Sunday, October 27, 2013

Parable of the House

If you've been keeping up with this 31 Days of Restoration Season you'll probably have figured out by now that the restoration of my heart and the restoration of furniture and rooms of my house are connected. At the beginning I told you that as a woman very often the house is a pretty good indicator of how I'm feeling on the inside. Here's what I wrote on the first day.

Now, if you had come to visit me a year or two ago, all may have looked fine to you...orderly even. And if I'm being completely honest, I was fooled a bit myself. The wind of truth however has a way of blowing open all the windows and doors and sweeping things out into the light.

How much are we really unaware of  and how much have we just grown accustomed to overlooking? Sometimes it's hard to distinguish. And in the end it doesn't matter. Once the restoration is in full swing, all the ugliness we've just covered up with window dressing or become blind to over time is illumined.

That can be a painful process.

How did we ever live like this?

We start with the big things: Hauling out the trash. Removing the junk. Taking responsibility for having allowed it to get so bad.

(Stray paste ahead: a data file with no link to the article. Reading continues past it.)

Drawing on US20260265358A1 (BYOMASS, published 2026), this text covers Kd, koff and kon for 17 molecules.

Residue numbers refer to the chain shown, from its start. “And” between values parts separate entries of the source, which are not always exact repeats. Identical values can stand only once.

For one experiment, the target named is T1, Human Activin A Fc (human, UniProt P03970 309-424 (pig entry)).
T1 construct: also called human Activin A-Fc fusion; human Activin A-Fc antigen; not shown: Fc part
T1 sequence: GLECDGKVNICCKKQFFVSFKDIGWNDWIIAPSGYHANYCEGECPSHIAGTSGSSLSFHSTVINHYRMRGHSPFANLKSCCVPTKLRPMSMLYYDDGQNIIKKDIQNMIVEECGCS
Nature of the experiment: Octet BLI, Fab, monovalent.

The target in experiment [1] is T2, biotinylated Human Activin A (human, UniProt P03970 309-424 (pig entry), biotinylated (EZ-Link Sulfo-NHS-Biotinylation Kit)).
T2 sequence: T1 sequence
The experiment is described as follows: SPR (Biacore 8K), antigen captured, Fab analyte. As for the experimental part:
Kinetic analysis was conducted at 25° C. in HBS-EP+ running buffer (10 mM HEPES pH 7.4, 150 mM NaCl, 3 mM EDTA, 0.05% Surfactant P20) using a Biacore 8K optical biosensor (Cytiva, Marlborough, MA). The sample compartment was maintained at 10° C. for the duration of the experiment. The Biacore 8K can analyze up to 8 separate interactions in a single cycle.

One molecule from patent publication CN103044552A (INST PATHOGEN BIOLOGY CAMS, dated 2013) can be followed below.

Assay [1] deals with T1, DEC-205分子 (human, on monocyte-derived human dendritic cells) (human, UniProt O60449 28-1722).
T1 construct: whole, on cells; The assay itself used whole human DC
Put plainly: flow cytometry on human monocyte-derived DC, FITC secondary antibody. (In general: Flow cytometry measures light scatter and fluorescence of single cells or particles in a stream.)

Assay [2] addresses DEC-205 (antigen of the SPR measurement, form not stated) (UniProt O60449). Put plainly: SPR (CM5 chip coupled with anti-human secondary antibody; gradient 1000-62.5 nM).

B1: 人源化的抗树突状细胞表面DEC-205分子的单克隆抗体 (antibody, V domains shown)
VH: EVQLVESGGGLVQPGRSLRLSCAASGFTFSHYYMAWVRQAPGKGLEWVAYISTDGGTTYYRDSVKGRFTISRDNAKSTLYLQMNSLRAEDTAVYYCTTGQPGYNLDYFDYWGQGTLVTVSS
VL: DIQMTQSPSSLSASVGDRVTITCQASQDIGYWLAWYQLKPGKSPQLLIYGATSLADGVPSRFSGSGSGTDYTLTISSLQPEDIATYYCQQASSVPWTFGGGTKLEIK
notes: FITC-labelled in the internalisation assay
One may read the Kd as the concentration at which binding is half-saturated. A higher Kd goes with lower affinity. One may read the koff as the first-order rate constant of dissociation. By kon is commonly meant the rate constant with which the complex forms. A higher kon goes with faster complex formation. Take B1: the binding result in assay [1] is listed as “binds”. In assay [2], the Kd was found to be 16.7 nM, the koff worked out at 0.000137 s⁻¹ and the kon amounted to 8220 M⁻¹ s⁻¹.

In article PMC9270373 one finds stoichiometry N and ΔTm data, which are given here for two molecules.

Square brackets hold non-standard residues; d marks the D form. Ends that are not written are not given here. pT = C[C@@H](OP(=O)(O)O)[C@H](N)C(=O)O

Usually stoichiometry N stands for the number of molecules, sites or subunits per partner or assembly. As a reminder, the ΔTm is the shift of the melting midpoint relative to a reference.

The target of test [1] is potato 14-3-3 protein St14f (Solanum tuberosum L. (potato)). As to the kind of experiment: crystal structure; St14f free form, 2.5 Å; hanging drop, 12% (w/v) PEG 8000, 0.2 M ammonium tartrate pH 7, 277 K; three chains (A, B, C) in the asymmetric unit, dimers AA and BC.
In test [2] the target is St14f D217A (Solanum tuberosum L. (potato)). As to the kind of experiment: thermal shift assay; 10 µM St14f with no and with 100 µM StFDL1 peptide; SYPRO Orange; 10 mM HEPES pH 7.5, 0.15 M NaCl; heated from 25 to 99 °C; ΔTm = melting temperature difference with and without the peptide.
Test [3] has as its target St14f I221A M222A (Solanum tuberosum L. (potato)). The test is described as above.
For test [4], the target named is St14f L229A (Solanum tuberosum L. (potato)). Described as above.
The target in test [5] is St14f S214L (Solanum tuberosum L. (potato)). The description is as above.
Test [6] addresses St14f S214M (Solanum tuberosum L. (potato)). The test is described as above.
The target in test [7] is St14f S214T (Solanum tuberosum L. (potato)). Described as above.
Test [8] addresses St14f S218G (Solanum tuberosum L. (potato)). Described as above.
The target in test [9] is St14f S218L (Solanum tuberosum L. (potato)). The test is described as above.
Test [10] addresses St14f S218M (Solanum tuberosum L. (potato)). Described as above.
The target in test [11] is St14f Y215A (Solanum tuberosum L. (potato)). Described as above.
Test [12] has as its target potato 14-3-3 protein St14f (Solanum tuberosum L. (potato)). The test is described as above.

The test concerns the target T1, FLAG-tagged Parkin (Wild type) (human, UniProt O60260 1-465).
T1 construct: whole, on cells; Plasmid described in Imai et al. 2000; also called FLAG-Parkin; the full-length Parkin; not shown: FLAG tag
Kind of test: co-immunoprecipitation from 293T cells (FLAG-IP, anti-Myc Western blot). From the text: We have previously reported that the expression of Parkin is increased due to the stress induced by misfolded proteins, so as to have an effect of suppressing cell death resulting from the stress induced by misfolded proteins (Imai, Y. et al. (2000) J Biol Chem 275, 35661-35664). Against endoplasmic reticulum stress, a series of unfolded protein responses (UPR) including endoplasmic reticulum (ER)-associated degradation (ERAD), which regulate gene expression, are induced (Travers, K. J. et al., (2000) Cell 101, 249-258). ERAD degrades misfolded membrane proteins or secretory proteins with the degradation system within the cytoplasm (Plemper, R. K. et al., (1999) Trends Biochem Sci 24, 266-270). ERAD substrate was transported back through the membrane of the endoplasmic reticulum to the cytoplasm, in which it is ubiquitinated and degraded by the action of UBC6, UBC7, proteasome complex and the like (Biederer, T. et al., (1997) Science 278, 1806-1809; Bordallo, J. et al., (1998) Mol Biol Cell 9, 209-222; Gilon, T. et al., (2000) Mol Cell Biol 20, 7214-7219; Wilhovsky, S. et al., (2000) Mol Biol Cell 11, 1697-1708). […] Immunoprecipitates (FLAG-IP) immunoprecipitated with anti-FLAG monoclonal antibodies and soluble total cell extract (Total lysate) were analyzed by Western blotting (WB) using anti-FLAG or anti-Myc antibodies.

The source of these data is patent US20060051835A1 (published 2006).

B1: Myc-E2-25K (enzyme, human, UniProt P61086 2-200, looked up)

With the damaging clutter removed we can move on to washing away the dirt, painting, seeing in the cold hard light of day what we actually have to work with.

After we've dealt with problems and made an honest assessment of our situation, we can start to imagine what we want the new life or house to look like. It's time to dream a bit of what could be...

The next part is taking action to make the dream a reality. You cannot progress without this step. And lots of people get stuck here. Either because the thing they envision involves a lot of hard work, or changes, or because they lack a vision they can be passionate about.

My experience has been that the energy for whatever the hard work may be always comes from the passion about the vision of what's possible.

When most of the work is done and you look around at how far you've come, you realize that, while things are so much better than they were, there is always more work to do. Drawers to clean out, supplies to keep stocked, and maintenance to do.

The house, like life, is never really finished. It is in a constant state of flux. But the last important step is to take what we've learned and share it with others who need our help.  I've made lots of mistakes and I try to honestly chronicle them for you so that when you are working on a project you will know what NOT to do. Sharing what mistakes to avoid is more valuable than just pretending that somehow it magically all worked out. It didn't. It was hard. It was a process.

And yes, life is just like that. 

But making something beautiful out of whatever you started with is possible if complete restoration is your goal.

And why would you settle for anything less?

Don't stop until you get to where you want to be. 


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